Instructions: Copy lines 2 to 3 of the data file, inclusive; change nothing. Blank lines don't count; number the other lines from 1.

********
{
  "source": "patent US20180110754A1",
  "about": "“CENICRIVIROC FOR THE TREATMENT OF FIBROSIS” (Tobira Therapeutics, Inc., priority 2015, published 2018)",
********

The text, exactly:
  "source": "patent US20180110754A1",
  "about": "“CENICRIVIROC FOR THE TREATMENT OF FIBROSIS” (Tobira Therapeutics, Inc., priority 2015, published 2018)",